Families are spending more and more time outside these days. But when you get out of the house, do you have a hard time finding something to do? Let’s be real: You can take only so many walks around the block with the kids before boredom sets in. Fortunately, Families in Nature (FIN)—an organization that works across Texas—offers some 1,500 lessons that will create a deeper understanding and appreciation of the world around us.
We talked to Heather Kuhlken, FIN’s founder and director, about how to get involved—and why it’s important to nurture a love of nature.
What’s the goal of FIN? It’s our vision to inspire all families to fall in love with nature and foster the next generation of conservationists. We teach science outside to families, and we’re extremely focused on inclusivity and equitable access to nature while also getting field science experiences and family time together outdoors.
What kind of activities does your organization typically host and promote? We take a holistic approach to getting families into nature and teaching science outside. We have a travel program, camping trips and campus campouts, among others.
The basis of all our programming is what I’ve called The Ecologist School. It contains a large amount of information about how to teach all ages together, how to engage families, how to schedule events when everyone is so incredibly overscheduled and why nature is important to health and education—especially now during COVID, because of everyone’s stress levels. It also has a curriculum that I’ve written that has about 1,500 lessons to teach science outside.
What topics are included? The curriculum is divided into 16 branches of science relevant to ecology, [including] ornithology, meteorology, climatology—which focuses on climate change adaptation and solutions, not on causes—and things like marine biology and anthropology and paleontology. You can earn a badge in each of those branches of science. And then concentrically, it’s got STEAM, outdoor skills, volunteerism and leadership.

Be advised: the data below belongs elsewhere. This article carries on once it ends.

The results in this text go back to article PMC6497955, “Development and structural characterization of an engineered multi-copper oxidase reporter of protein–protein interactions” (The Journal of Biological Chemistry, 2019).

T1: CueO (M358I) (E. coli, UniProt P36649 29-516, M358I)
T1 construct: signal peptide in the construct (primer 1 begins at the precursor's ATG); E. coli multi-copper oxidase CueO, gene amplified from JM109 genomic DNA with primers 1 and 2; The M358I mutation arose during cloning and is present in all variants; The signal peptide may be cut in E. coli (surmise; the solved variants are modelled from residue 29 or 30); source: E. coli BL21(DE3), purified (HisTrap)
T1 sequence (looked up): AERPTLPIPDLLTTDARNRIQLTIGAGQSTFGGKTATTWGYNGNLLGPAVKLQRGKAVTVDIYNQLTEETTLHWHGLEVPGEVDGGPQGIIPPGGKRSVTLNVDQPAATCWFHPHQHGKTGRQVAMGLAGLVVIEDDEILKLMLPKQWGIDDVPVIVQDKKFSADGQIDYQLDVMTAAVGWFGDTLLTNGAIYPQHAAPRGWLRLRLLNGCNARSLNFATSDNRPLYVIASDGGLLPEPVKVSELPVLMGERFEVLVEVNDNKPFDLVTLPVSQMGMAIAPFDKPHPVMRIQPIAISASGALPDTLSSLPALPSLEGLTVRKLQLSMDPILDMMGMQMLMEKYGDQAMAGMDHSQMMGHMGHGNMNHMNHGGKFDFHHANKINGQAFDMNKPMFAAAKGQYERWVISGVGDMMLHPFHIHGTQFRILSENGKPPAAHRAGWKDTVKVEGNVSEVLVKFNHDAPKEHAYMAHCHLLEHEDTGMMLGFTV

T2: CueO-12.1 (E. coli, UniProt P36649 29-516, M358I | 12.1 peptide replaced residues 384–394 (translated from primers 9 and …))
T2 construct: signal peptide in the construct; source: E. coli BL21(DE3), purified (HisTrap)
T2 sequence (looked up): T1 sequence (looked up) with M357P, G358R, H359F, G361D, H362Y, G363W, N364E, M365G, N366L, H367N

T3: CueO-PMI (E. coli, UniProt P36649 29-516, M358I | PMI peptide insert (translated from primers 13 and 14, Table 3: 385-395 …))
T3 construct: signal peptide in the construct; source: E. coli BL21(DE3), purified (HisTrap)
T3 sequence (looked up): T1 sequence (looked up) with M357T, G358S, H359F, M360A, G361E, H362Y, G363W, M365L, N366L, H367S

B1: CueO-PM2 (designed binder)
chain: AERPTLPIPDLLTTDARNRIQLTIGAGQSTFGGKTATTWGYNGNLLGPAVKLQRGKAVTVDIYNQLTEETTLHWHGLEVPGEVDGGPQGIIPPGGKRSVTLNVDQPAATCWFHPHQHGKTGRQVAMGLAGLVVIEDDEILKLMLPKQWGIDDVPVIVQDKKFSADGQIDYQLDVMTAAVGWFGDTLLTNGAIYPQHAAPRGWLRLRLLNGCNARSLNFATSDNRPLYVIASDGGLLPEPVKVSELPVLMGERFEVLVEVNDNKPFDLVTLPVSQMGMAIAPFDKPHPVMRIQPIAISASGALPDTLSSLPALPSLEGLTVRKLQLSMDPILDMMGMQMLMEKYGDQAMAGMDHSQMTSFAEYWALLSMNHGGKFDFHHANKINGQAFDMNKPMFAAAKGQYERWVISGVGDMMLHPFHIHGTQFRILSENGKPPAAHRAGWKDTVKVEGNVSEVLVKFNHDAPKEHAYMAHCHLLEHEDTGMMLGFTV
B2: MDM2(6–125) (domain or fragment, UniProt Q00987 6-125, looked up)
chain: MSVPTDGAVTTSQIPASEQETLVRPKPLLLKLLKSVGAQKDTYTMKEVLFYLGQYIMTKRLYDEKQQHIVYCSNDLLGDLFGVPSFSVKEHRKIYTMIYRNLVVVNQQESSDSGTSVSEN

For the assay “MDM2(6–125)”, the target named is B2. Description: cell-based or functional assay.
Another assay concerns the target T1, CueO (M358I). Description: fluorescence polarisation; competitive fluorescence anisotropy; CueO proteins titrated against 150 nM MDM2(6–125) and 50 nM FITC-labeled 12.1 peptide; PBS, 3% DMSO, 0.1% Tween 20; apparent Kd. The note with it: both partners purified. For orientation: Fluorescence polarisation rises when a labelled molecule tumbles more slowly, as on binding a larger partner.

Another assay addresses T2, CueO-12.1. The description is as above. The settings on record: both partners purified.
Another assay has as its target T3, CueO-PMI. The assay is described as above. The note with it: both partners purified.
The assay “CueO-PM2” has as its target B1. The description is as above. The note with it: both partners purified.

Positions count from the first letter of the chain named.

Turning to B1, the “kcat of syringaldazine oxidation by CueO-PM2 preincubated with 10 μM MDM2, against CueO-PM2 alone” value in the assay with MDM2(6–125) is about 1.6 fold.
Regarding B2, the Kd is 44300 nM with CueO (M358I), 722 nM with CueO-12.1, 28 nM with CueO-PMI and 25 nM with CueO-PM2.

You can work on the badges at home. We’ve just released six sample lessons in each branch of science that we’re putting on our website, one week at a time. And teachers and parents can do those lessons and order the badges on our website. The idea is that we’re supporting at-home learning.
We work a lot on teaching hope and solutions—really inspiring people to love nature and giving them the space to love nature.
You have nature communities all over the state, including here in North Texas. How does that work? We have a guide development program, where we train people to teach what we teach. And once you’ve gone through our guide development program, you get the whole curriculum. Normally, we do guide development in person. We’re doing it online starting June 16, and our website has information on how to apply or sign up. So, parents could do that and then have tons of activities to do over the summer and next school year. Teachers, as well—we’re hoping a lot of teachers will join us to get access to this resource.
We also encourage our guides to form their own nature communities. [That’s] where we get several groups, several families together and go out into nature. And you can use the curriculum to think about what you want to do in nature. It’s very open-ended; it’s very hands-on, play-based activities. A group with all ages can learn together.